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UK Rules 45-Day Support for Victims is Unlawful

  • Published on
    April 1, 2019
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  • Category:
    Rehabilitation & Liberation
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The UK Home Office’s policy of providing victims of modern slavery with merely 45 days of support has been ruled potentially unlawful by a high court judge. The judge ordered that victim assistance be extended past 45 days until the next hearing on April 14.

Under the UK Modern Slavery Act, those identified as victims through a government scheme, the National Referral Mechanism, are entitled to safe housing, counseling, and modest financial support. But until now, that aid only lasted 45 days.

Take Action: Guarantee Support for UK Victims

Law firm, Duncan Lewis, which brought the case, says if their clients win it could mean the Home Office would have to provide victims of modern slavery with indefinite specialist support while they are in the UK.

The Guardian reports:

“At the moment we have 14 or 15 clients who have gone through the often very traumatic process of being identified as a victim of slavery, which can often take months, and then six weeks after they get this decision are told that all their specialist support is ending, they must leave their safe house accommodation, and will no longer have contact with their support worker,” said Ahmed Aydeed, public law director at Duncan Lewis.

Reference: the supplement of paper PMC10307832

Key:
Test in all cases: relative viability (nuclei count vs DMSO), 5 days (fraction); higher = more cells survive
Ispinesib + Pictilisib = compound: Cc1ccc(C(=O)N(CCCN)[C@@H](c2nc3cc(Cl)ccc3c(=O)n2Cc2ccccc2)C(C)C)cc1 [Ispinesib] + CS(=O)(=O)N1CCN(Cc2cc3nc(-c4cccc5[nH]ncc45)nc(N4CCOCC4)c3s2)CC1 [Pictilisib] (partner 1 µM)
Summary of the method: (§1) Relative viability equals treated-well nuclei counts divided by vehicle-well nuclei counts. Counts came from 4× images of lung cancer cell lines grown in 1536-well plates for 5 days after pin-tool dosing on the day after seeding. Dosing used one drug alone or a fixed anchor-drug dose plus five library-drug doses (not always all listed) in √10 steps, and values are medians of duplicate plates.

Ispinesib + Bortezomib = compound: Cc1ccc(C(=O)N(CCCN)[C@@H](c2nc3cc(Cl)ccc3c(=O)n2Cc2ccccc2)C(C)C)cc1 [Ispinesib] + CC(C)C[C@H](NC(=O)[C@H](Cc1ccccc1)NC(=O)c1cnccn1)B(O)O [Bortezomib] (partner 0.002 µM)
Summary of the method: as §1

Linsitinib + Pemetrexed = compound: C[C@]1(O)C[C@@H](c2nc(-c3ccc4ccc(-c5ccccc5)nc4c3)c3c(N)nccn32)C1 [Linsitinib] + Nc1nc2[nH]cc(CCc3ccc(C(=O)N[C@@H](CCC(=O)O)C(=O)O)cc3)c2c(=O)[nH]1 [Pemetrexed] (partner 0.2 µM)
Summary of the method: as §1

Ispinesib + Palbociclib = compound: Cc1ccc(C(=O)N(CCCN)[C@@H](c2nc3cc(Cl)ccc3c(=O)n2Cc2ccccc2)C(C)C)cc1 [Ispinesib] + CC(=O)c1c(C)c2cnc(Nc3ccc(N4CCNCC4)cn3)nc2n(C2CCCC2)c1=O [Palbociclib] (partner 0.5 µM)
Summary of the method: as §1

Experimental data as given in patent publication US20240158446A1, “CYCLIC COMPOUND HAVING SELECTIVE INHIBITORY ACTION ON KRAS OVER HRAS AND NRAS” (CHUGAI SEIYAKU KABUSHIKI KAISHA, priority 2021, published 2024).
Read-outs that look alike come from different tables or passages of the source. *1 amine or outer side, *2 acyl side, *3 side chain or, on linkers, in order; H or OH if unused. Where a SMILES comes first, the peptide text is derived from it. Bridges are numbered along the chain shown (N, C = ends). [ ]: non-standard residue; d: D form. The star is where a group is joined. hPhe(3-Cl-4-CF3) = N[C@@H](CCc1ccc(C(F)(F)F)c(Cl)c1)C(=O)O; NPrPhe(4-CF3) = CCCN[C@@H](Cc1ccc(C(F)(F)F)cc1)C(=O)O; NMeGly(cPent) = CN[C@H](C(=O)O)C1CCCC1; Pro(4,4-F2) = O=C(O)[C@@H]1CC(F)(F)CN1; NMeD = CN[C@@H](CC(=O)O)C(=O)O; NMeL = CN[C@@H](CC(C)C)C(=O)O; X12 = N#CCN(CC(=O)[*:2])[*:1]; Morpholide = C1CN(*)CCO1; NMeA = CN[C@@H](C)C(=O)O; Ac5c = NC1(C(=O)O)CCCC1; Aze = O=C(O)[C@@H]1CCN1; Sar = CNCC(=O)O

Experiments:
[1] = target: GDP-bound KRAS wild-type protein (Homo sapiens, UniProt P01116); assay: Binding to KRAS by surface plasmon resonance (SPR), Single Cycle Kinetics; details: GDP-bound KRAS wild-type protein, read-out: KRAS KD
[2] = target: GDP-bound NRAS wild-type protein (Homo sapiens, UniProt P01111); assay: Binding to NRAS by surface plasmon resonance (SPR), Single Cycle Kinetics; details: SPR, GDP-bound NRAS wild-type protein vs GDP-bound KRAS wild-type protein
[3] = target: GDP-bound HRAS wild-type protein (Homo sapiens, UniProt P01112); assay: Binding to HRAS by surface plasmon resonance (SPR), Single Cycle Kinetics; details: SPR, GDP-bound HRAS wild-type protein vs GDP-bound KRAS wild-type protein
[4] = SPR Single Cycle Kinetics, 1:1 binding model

“This is not only incredibly traumatising for people who have already suffered horrendous exploitation and psychological abuse in the UK but also puts them at an enhanced risk of being re-trafficked. The government is failing in its legal obligation to support victims of modern slavery.”

Frontline service providers and anti-slavery campaigners have long argued that the policy of terminating support shortly after identification can push vulnerable victims into destitution, homelessness and back under the control of traffickers and exploiters.

One of the victims bringing the case against the Home Office was trafficked to the UK from Vietnam, forced into cannabis cultivation. Yet he was criminalized by the UK authorities and illegally placed in prison and scheduled for deportation.

Now that he has finally been treated as a victim of human trafficking instead of a criminal, he presented a witness statement saying if his support ended after 45 days he would end up homeless and unable to attend medical appointments with help from a social worker.

While delayed for debate, a private members’ bill has been tabled by Lord MCColl of Dulwich. It aims to increase statutory support for victims up to a year.


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